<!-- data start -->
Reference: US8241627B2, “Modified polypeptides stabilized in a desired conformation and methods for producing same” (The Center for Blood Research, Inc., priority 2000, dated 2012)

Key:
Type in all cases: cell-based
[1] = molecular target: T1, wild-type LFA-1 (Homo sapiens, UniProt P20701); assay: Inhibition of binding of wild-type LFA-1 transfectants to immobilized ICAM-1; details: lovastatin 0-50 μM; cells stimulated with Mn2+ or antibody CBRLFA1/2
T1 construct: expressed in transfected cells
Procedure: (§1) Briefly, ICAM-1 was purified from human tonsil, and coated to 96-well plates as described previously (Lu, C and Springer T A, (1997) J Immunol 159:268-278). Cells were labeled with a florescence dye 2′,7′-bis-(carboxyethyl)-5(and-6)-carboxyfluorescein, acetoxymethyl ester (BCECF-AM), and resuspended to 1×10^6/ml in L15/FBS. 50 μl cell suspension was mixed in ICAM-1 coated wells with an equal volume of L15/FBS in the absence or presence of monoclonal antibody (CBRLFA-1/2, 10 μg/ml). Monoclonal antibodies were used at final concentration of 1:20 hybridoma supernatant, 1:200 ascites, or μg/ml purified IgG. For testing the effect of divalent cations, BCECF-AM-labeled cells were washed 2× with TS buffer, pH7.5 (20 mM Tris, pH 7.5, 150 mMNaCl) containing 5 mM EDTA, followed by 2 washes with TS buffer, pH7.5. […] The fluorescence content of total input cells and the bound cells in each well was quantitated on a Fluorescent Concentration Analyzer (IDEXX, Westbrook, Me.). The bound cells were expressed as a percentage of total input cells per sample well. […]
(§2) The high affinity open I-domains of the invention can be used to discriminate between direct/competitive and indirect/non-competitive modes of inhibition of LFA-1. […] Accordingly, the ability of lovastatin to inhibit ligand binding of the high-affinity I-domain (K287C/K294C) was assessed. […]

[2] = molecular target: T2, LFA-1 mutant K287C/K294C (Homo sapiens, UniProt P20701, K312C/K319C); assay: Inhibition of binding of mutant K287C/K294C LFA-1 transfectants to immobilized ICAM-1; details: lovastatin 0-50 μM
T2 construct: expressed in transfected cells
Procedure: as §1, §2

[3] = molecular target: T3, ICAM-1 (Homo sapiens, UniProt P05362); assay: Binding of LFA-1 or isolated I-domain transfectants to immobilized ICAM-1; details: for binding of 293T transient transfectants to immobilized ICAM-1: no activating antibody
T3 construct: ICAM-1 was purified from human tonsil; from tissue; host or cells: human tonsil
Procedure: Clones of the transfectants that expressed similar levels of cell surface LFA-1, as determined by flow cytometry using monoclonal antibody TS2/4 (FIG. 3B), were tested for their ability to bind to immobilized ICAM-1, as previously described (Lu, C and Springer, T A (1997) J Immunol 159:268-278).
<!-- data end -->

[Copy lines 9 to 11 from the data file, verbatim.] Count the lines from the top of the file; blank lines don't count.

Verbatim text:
T2 construct: expressed in transfected cells
Procedure: as §1, §2

[3] = molecular target: T3, ICAM-1 (Homo sapiens, UniProt P05362); assay: Binding of LFA-1 or isolated I-domain transfectants to immobilized ICAM-1; details: for binding of 293T transient transfectants to immobilized ICAM-1: no activating antibody